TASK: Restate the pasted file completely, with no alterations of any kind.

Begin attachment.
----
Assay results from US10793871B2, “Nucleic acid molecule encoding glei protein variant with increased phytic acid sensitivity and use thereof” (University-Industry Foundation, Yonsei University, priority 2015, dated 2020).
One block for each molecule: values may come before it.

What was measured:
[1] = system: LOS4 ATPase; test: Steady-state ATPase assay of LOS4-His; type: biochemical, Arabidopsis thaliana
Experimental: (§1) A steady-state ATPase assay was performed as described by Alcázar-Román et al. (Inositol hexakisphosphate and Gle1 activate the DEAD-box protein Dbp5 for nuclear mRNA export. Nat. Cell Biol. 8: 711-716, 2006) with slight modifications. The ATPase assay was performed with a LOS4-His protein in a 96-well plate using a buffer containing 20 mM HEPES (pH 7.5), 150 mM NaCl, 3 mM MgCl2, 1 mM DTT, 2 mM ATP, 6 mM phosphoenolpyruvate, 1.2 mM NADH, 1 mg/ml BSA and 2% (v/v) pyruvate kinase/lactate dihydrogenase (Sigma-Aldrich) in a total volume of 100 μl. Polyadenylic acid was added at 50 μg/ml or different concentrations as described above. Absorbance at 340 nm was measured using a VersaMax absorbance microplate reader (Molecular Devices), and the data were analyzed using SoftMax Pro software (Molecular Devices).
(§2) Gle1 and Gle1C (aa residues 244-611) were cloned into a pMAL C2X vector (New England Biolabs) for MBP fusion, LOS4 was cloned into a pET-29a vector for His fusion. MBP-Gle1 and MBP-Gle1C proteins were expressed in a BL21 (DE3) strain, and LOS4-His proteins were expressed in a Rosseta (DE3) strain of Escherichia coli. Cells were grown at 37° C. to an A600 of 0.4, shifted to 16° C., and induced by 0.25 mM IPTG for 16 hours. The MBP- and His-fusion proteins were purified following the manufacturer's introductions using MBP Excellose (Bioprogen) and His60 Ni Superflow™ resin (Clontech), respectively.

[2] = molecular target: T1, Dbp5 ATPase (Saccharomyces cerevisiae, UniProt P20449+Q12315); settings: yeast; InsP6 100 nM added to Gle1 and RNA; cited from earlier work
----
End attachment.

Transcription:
Assay results from US10793871B2, “Nucleic acid molecule encoding glei protein variant with increased phytic acid sensitivity and use thereof” (University-Industry Foundation, Yonsei University, priority 2015, dated 2020).
One block for each molecule: values may come before it.

What was measured:
[1] = system: LOS4 ATPase; test: Steady-state ATPase assay of LOS4-His; type: biochemical, Arabidopsis thaliana
Experimental: (§1) A steady-state ATPase assay was performed as described by Alcázar-Román et al. (Inositol hexakisphosphate and Gle1 activate the DEAD-box protein Dbp5 for nuclear mRNA export. Nat. Cell Biol. 8: 711-716, 2006) with slight modifications. The ATPase assay was performed with a LOS4-His protein in a 96-well plate using a buffer containing 20 mM HEPES (pH 7.5), 150 mM NaCl, 3 mM MgCl2, 1 mM DTT, 2 mM ATP, 6 mM phosphoenolpyruvate, 1.2 mM NADH, 1 mg/ml BSA and 2% (v/v) pyruvate kinase/lactate dihydrogenase (Sigma-Aldrich) in a total volume of 100 μl. Polyadenylic acid was added at 50 μg/ml or different concentrations as described above. Absorbance at 340 nm was measured using a VersaMax absorbance microplate reader (Molecular Devices), and the data were analyzed using SoftMax Pro software (Molecular Devices).
(§2) Gle1 and Gle1C (aa residues 244-611) were cloned into a pMAL C2X vector (New England Biolabs) for MBP fusion, LOS4 was cloned into a pET-29a vector for His fusion. MBP-Gle1 and MBP-Gle1C proteins were expressed in a BL21 (DE3) strain, and LOS4-His proteins were expressed in a Rosseta (DE3) strain of Escherichia coli. Cells were grown at 37° C. to an A600 of 0.4, shifted to 16° C., and induced by 0.25 mM IPTG for 16 hours. The MBP- and His-fusion proteins were purified following the manufacturer's introductions using MBP Excellose (Bioprogen) and His60 Ni Superflow™ resin (Clontech), respectively.

[2] = molecular target: T1, Dbp5 ATPase (Saccharomyces cerevisiae, UniProt P20449+Q12315); settings: yeast; InsP6 100 nM added to Gle1 and RNA; cited from earlier work